Re: Version Control - Dates & Versions in File Names

Subject: Re: Version Control - Dates & Versions in File Names
From: Mike Starr <mikestarr-techwr-l -at- writestarr -dot- com>
To: kelly keck <kelly -dot- keck -at- imagine-one -dot- com>
Date: Tue, 15 Apr 2008 09:58:44 -0500

If you're using version control software, it should be backing up all files on a daily basis and you should then have the ability to retrieve a previous version of any of your documents. From that perspective, you should be able to use the same filename continuously.

Having said that, I'm not real big on maintaining previous versions of files. If I change a file, that's the version I want to keep. The old version, to me, is no longer valid.

If I do, for one reason or another, decide to maintain different versions of a document, I'll prefix the filename with the date in the form yyyy-mm-dd; e.g., 2008-04-15-UserManual.doc. I use the date as a prefix to control the way files are sorted in Windows Explorer.

I don't see the value of using both a date and a document version number in a filename. Either alone should be adequate if you really decide you need one or the other but I think doing both is "gilding the lily".

Mike Starr WriteStarr Information Services
Technical Writer - Online Help Developer - Technical Illustrator
Graphic Designer - Desktop Publisher - MS Office Expert
(262) 694-1028 - mike -at- writestarr -dot- com -

kelly keck wrote:
> Finally, my company is getting version control software (possibly SVN).
> I'm currently working on the standard operating procedures for
> documentation, which includes the naming convention for files.
> Previously, because we didn't have any good way of controlling versions
> of documents, we included the date and version number as part of the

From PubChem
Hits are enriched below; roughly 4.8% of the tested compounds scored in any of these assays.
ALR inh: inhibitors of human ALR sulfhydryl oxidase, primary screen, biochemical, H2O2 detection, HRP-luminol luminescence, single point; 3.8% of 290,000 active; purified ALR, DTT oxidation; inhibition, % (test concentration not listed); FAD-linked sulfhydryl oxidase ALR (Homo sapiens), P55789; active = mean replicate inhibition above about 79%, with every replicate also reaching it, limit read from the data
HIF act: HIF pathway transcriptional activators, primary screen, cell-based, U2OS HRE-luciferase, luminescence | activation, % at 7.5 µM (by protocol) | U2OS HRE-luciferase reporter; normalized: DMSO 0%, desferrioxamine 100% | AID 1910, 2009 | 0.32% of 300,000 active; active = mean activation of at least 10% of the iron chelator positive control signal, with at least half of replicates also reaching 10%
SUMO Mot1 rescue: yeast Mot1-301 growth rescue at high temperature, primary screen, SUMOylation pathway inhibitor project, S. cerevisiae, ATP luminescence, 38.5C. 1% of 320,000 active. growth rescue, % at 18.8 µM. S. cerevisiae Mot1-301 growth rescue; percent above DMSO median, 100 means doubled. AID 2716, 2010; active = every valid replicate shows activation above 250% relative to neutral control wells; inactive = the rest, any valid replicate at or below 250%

> filename (for example ABC_UserManual_DRAFT_02-03-07_v1-3). Now that
> we're going to have a more automated system to keep track of this, I'm
> debating dropping the date and/or version from the file name.
> The main reason I can see for keeping them is that they allow someone to
> know how up-to-date a doc is just by looking at the filename. No
> checking of the version control system required. (If we go with
> Tortoise SVN, that consideration is pretty well eliminated. You can't
> get more obvious than a bright green check mark on the file icon.)
> It might also be of use to someone who doesn't have access to the
> version control system (say, a customer) but who still receives multiple
> documents. This both because they will see the date and version easily
> and because older documents won't accidentally be overwritten on a
> customer's computer.
> The main downside is that it complicates the check-in process. If a
> file name changes every time a doc is updated, the file has to be
> checked in first, then renamed, rather than simply checked in.
> Thoughts? Suggestions?
> Kelly Keck
> Imagine One Technology & Management
> Documentation Specialist
> (301) 866-4098, ext. 108
> kelly -dot- keck -at- imagine-one -dot- com

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Version Control - Dates & Versions in File Names: From: kelly keck

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